To induce conversion, minority members must engage the attention of majority members. Next, minority members should coherently express their alternative view and provide a strong rationale for it. The goal is to cast doubt or uncertainty on the majority view and present the minority’s view as the best alternative. After the initial presentation of their position, members of the minority must be consistent in their support for their position over time. In this way, the minority demonstrates that the alternative position is credible and that the minority is committed to the view. Finally, minority members should emphasize that the only way to restore stability and agreement in the group is by majority members changing their views.
Although these general strategies increase the chances that the minority will successfully influence the majority to adopt its position, they might not be effective in all situations. For instance, a particularly powerful majority group might be extremely resistant to the minority view no matter how strong the minority case might be. However, the minority may still influence the majority through indirect routes. For instance, minority members may continuously remind the majority of the importance or implications of the group’s task or decision, which may encourage members of the majority to think more critically about their views or delay a final decision until they seek more information. If majority members are willing to collect more information, they may be more willing to consider the details of the minority’s viewpoint.
Another important factor in minority social influence is the relationship between the minority and majority in the group at the time that a disagreement occurs. If the members of the minority have established relationships or shared experiences with members of the majority, then attempts at minority influence may be more successful. For example, the minority members might have agreed with majority members in previous tasks or decisions. As a result, majority members might be more welcoming of an opposing view from minority members who have established a positive relationship with the majority in the past.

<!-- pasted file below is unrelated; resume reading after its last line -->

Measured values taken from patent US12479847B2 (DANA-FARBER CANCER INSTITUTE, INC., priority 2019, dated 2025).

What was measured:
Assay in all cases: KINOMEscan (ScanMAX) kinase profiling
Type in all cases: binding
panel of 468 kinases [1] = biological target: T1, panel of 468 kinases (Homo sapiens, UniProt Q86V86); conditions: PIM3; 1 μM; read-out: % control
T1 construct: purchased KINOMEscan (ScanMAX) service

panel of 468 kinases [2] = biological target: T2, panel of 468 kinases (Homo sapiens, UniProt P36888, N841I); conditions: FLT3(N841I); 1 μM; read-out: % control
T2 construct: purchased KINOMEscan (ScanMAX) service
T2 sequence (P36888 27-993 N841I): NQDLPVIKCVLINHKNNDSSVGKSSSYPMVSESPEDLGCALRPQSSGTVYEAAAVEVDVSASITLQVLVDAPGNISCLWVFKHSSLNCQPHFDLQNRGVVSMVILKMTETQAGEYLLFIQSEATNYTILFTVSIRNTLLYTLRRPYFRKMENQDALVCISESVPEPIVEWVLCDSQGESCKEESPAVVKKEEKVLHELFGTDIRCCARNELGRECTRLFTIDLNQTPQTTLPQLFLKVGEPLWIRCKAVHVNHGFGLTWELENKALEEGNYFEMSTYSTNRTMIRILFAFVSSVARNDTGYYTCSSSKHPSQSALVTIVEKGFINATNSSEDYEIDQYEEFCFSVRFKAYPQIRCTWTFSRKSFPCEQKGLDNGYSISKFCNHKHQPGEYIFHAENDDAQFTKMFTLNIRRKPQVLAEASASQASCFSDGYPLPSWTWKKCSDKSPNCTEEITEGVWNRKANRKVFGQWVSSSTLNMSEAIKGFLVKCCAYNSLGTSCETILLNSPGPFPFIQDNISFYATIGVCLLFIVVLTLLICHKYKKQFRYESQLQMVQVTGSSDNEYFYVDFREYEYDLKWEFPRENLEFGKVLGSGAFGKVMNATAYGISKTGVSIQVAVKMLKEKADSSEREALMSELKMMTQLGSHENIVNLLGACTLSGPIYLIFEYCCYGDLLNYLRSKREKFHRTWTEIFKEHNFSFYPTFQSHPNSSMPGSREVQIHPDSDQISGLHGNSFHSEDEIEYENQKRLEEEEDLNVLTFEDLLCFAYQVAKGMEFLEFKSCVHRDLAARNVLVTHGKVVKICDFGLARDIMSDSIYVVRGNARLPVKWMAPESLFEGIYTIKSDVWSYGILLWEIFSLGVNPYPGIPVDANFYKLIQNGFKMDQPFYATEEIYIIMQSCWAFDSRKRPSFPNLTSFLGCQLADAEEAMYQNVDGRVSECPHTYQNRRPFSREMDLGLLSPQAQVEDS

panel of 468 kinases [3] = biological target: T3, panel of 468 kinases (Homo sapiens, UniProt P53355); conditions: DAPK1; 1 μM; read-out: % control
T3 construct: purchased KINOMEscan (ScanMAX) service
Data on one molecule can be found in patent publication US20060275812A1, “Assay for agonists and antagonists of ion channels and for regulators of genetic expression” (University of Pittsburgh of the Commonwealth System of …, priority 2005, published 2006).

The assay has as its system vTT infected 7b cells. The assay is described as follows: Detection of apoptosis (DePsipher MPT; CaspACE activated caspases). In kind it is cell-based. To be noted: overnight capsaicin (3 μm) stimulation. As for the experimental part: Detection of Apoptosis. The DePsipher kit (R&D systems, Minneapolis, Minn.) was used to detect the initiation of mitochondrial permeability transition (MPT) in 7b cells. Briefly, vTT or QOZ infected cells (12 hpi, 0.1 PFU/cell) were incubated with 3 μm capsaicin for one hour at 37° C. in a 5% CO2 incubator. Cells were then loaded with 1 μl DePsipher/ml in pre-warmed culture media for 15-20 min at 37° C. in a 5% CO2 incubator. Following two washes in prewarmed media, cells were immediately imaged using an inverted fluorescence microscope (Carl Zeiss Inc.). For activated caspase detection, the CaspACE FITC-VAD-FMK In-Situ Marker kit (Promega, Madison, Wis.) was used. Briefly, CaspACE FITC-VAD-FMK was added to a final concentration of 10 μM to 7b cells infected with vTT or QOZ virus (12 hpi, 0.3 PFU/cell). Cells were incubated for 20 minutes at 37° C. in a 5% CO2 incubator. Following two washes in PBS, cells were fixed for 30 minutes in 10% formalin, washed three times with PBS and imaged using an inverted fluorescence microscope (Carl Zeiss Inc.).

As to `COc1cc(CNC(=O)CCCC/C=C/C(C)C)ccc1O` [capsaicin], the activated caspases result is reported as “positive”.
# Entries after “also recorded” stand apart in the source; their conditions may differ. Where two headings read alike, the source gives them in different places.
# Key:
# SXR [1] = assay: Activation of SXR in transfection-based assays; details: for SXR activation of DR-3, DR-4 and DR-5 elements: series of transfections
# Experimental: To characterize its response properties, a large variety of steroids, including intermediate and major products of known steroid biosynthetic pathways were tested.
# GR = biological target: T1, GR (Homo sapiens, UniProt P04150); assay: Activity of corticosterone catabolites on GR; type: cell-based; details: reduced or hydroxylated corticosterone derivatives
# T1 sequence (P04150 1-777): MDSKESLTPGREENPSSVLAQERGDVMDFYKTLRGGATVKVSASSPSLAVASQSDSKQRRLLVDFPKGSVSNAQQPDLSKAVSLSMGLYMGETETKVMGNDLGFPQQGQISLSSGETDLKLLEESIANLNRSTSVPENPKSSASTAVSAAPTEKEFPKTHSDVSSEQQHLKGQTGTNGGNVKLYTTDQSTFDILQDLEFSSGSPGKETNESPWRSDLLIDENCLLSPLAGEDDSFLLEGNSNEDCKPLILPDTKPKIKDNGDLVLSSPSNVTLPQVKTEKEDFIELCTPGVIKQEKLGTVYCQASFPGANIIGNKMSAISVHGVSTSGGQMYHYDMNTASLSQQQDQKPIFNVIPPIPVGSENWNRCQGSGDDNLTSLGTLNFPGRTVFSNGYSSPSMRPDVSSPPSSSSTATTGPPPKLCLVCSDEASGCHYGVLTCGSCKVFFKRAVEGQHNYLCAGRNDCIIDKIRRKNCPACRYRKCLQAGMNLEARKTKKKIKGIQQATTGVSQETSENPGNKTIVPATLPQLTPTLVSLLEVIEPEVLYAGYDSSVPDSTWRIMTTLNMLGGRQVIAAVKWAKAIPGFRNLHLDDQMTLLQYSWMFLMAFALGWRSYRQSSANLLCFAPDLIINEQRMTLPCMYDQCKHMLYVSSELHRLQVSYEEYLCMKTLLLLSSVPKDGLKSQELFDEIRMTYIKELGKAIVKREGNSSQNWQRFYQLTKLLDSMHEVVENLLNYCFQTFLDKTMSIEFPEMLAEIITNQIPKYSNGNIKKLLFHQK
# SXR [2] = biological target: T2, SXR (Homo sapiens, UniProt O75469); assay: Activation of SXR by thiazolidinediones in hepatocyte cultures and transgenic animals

Outcomes of Minority Influence
In general, minority social influence may differ from majority influence in both the degree and kind of outcomes of their strategies. The social influence that is elicited by a minority group is usually more private and indirect than is influence by a majority group. In addition, the effects of minority influence may not appear immediately. However, minority influence may change majority group members’ private beliefs, which can lead to changes in outward behavior later.
Minority social influence also may alter the group’s general view on issues that are indirectly related to the task or decision at hand. Minority influence may stimulate divergent thinking among majority members, thus encouraging the majority to consider multiple perspectives on an issue. This increased flexibility in majority members’ thinking may lead to changes in some different but related views. For example, a majority group that opposes abortion rights may face a minority that supports abortion rights. Although the majority may refuse to change its view on abortion, it may be willing to consider changing views on related issues such as contraception use. Even if divergent thinking does not change the view that the majority holds on the disagreement at hand (e.g., abortion), flexible thinking may be the first step toward change in the future.
- De Drue, C. K. W., & De Vries, N. K. (2001). Group consensus and minority influence: Implications for innovation. Oxford, UK: Blackwell.
- Nemeth, C. J., & Goncalo, J. A. (2005). Influence and persuasion in small groups. In T. C. Brock & M. C. Green (Eds.), Persuasion: Psychological insights and perspectives (2nd ed., pp. 171-194). Thousand Oaks, CA: Sage.
- White, E., & Davis, J. H. (Eds.). (1996). Understanding group behavior: Consensual action by small groups. Mahwah, NJ: Erlbaum.